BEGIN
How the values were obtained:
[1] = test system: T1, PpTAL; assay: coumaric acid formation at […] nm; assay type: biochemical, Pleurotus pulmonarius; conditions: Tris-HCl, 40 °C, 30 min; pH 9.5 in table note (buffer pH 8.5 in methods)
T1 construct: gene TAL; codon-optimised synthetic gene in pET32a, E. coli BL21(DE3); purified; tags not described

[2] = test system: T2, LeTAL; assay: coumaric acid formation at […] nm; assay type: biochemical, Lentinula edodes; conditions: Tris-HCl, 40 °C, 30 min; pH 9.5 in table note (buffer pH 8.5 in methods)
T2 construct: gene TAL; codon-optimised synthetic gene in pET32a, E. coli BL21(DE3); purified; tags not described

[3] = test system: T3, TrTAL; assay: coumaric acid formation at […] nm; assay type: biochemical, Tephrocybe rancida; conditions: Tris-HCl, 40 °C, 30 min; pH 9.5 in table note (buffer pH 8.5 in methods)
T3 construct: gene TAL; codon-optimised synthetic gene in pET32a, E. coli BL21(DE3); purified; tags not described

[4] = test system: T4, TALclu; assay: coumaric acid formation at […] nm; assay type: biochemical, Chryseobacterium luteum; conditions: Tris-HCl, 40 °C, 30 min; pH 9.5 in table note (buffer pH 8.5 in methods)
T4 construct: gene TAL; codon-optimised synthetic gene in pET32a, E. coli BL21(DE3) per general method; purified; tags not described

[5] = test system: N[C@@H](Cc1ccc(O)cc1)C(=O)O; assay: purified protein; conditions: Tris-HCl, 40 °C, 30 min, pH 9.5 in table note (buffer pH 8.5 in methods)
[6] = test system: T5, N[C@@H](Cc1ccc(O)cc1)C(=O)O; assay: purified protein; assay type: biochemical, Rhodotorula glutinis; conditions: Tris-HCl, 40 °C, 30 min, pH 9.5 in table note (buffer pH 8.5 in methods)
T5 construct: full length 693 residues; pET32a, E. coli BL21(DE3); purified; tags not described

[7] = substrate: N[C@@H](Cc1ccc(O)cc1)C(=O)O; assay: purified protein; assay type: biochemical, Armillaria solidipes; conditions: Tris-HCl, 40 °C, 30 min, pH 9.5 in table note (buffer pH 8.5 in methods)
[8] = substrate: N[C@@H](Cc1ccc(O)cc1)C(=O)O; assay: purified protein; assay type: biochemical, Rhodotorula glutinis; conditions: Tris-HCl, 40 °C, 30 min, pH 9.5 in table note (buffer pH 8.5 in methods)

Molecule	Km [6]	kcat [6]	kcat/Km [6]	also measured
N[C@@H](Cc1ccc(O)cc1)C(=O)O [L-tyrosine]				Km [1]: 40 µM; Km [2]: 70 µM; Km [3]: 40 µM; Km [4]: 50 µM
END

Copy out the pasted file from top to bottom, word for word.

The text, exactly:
How the values were obtained:
[1] = test system: T1, PpTAL; assay: coumaric acid formation at […] nm; assay type: biochemical, Pleurotus pulmonarius; conditions: Tris-HCl, 40 °C, 30 min; pH 9.5 in table note (buffer pH 8.5 in methods)
T1 construct: gene TAL; codon-optimised synthetic gene in pET32a, E. coli BL21(DE3); purified; tags not described

[2] = test system: T2, LeTAL; assay: coumaric acid formation at […] nm; assay type: biochemical, Lentinula edodes; conditions: Tris-HCl, 40 °C, 30 min; pH 9.5 in table note (buffer pH 8.5 in methods)
T2 construct: gene TAL; codon-optimised synthetic gene in pET32a, E. coli BL21(DE3); purified; tags not described

[3] = test system: T3, TrTAL; assay: coumaric acid formation at […] nm; assay type: biochemical, Tephrocybe rancida; conditions: Tris-HCl, 40 °C, 30 min; pH 9.5 in table note (buffer pH 8.5 in methods)
T3 construct: gene TAL; codon-optimised synthetic gene in pET32a, E. coli BL21(DE3); purified; tags not described

[4] = test system: T4, TALclu; assay: coumaric acid formation at […] nm; assay type: biochemical, Chryseobacterium luteum; conditions: Tris-HCl, 40 °C, 30 min; pH 9.5 in table note (buffer pH 8.5 in methods)
T4 construct: gene TAL; codon-optimised synthetic gene in pET32a, E. coli BL21(DE3) per general method; purified; tags not described

[5] = test system: N[C@@H](Cc1ccc(O)cc1)C(=O)O; assay: purified protein; conditions: Tris-HCl, 40 °C, 30 min, pH 9.5 in table note (buffer pH 8.5 in methods)
[6] = test system: T5, N[C@@H](Cc1ccc(O)cc1)C(=O)O; assay: purified protein; assay type: biochemical, Rhodotorula glutinis; conditions: Tris-HCl, 40 °C, 30 min, pH 9.5 in table note (buffer pH 8.5 in methods)
T5 construct: full length 693 residues; pET32a, E. coli BL21(DE3); purified; tags not described

[7] = substrate: N[C@@H](Cc1ccc(O)cc1)C(=O)O; assay: purified protein; assay type: biochemical, Armillaria solidipes; conditions: Tris-HCl, 40 °C, 30 min, pH 9.5 in table note (buffer pH 8.5 in methods)
[8] = substrate: N[C@@H](Cc1ccc(O)cc1)C(=O)O; assay: purified protein; assay type: biochemical, Rhodotorula glutinis; conditions: Tris-HCl, 40 °C, 30 min, pH 9.5 in table note (buffer pH 8.5 in methods)

Molecule	Km [6]	kcat [6]	kcat/Km [6]	also measured
N[C@@H](Cc1ccc(O)cc1)C(=O)O [L-tyrosine]				Km [1]: 40 µM; Km [2]: 70 µM; Km [3]: 40 µM; Km [4]: 50 µM